“Stay at home”, the government tells us. The message is everywhere: Spotify adverts, and messages on people’s homes, businesses’ windows, and Facebook walls. Every time I read it or hear it, there is a shooting of fear down to my stomach. As Carter, Green, and Speed point out, it is a difficult, and somewhat ironic, thing for the government to be asking people to act collectively when they have been asking us to act individualistically in the UK since the Thatcher years. But the thing that scares me the most is not at all about acting collectively, and is more than the isolation, which is scary enough; it is about the kinds of collectives that are being remade. They are collectives with explicit and definitive boundaries. Of course, to contain or stall a virus, physical barriers and boundaries need to be put in place. But these barriers and boundaries are being enforced in eye-rollingly traditional and, for many, oppressive, places: they are the boundaries of the nation, and the boundaries of the household.
“Stay at home”, the government tells us. This message comes just after Brexit, and years of government-led anti-immigration campaigns, including one with the slogan “Go home” pasted on mobile vans. As Fitzgerald also points out, the provocation of “home” in the corona virus response doesn’t feel so different with all the emergency repatriations, securitising of borders, and “inviting” (but really forcing) international students to go to “homes” abroad that they don’t even have.
“Keep calm and carry on”: there have already been a plethora of responses evoking “war-time spirit”, and strangely the government keeps calling this global pandemic a “national emergency”. The queen even reinforced a nationalised personality: Britons will get through this with “the attributes of self-discipline, of quiet, good-humoured resolve.” But this is beyond media and government. I have overheard explicit racism on the streets with peer-to-peer social distancing advice followed with “do you speak English?!”, and seen posters telling people to abide by the rules with backgrounds of union jacks.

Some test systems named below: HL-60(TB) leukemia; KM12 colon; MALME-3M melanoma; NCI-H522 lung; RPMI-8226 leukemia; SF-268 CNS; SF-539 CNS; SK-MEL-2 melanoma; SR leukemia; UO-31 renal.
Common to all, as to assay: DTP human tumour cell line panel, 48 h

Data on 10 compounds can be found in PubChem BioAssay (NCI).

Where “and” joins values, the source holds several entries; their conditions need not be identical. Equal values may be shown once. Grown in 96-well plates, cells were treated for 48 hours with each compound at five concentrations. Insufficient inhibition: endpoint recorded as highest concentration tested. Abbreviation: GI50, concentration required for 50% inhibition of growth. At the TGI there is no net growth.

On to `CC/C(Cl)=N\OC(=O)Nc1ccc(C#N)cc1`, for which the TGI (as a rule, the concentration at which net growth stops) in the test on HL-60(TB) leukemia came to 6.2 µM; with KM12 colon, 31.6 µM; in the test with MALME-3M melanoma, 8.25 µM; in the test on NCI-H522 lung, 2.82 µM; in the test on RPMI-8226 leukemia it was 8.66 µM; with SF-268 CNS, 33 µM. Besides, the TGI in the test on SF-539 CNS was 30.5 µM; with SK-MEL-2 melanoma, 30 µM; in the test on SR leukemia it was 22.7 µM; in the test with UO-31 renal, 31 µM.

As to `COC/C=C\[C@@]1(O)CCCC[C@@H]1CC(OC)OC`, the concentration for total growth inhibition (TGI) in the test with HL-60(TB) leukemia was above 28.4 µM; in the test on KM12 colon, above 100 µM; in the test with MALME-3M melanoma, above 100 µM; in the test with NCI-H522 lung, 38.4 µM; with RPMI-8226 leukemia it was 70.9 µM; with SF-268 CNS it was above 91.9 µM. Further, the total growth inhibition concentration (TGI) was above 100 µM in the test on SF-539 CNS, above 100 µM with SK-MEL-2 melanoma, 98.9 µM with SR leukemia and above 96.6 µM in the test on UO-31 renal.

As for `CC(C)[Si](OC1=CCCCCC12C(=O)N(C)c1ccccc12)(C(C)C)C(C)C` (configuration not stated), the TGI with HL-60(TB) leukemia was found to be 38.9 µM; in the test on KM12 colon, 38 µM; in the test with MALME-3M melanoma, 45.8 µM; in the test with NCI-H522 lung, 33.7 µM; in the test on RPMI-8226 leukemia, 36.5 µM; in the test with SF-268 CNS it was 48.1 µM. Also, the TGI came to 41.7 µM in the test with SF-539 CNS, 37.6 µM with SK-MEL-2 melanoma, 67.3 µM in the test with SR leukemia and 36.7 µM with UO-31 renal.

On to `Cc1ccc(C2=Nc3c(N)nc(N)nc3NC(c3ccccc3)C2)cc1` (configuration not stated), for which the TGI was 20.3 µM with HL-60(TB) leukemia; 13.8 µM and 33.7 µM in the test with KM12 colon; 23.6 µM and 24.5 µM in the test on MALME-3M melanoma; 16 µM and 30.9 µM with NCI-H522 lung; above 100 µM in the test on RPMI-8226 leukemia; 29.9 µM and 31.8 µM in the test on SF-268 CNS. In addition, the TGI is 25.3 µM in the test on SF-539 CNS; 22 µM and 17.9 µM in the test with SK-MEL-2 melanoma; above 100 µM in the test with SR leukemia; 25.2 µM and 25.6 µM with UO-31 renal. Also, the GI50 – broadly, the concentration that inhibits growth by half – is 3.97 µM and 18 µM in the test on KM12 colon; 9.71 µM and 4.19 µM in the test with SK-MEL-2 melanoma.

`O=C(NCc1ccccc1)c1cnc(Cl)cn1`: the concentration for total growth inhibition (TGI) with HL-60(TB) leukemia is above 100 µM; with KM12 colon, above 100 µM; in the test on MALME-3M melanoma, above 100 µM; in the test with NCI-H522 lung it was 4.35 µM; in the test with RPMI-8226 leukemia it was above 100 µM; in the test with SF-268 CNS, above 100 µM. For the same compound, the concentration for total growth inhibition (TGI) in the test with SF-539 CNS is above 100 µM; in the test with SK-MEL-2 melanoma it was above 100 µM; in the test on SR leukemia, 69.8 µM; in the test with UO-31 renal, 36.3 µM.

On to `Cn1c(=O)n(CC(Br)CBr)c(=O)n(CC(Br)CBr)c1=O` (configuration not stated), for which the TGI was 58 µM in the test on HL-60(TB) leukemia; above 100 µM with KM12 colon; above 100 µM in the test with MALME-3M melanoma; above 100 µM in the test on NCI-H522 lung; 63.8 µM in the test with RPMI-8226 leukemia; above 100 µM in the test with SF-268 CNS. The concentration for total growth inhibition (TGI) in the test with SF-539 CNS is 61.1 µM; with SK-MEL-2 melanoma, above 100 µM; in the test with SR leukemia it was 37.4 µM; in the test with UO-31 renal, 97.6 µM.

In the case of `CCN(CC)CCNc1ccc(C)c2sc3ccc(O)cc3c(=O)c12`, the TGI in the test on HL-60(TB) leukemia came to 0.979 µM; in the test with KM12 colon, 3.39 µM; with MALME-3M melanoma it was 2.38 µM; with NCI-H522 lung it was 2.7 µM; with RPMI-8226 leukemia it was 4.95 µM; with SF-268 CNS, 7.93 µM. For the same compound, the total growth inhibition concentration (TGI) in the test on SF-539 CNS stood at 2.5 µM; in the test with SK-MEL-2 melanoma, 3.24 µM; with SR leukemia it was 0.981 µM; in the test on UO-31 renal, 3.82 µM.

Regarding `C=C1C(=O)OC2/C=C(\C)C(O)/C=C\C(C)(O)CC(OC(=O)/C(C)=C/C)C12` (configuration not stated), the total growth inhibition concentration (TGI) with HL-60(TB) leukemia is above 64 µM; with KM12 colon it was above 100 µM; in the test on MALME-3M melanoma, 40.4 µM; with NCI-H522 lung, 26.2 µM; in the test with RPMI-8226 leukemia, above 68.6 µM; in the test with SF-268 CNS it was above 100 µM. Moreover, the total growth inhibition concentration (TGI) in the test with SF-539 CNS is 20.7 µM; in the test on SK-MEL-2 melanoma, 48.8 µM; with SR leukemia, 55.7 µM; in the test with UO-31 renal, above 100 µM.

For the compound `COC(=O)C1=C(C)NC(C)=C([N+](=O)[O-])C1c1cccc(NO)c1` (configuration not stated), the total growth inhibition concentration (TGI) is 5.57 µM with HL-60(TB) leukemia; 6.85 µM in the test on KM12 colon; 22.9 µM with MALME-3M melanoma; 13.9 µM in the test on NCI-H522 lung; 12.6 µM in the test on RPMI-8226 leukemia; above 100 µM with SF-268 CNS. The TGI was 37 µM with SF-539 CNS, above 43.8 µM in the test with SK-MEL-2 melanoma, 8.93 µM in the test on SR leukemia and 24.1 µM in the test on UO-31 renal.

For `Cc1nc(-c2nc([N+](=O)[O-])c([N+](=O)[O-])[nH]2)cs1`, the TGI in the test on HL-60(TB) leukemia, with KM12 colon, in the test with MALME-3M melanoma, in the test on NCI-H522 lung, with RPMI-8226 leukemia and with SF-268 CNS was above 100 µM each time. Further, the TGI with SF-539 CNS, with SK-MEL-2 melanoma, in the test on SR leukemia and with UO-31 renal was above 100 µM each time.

Some of the nationalism is less explicit. The unified cheers for the much-loved National Health Service every Thursday night raise national spirit and bring people to tears, but do not actually bring healthcare workers what they need. Last Thursday I tried to use the time to demand adequate supply of PPE, but the atmosphere of cheer was too overwhelming for any angry demands on behalf of healthcare workers to be heard. Because the cheers are not for the healthcare workers, who get dehumanised as superheroes in posters outside people’s houses. The cheers are for the National Healthcare Service – the service healthcare workers are now more than ever socially obligated to keep allegiance to, even when the government can’t provide the ‘capes’, masks, or gowns to keep their human selves safe. The NHS has become an army, and nurses I know are feeling like cannon fodder without the PPE. A familiar story of where all this nationalistic spirit leads us.
The Corona virus has already made a mockery of our national boundaries. Nations are “imagined communities”, which are made collectively through NHS cheers, listening to governmental daily briefings, and provocations to “stay at home”. There are many regions which still have very few cases, and this virus has already moved across national borders, so why are these the boundaries that get enforced to stop its spread?
“Stay at home” the government tells us. A joke went round on social media, with a picture of the floorplans of a flat, and the caption “looking at the travel plans for the weekend”. A great joke, but it also draws attention to the possibilities for movement, shaped by space, size, indoor/outdoor, the walls which offer different surroundings in different rooms. The policy of staying within your “household” assumes a house; a blueprint of the space below, if not a bigger one with two floors, a garden, and room for a chest freezer. It also assumes that homes exist solely inside of our front doors. The kind of nuclear family set-up, where one social unit exists behind one door. The monogamous heteronormative nuclear family has so often come hand-in-hand with the nation-state, it is unsurprising that they are being played together again whilst evoking war-time spirit.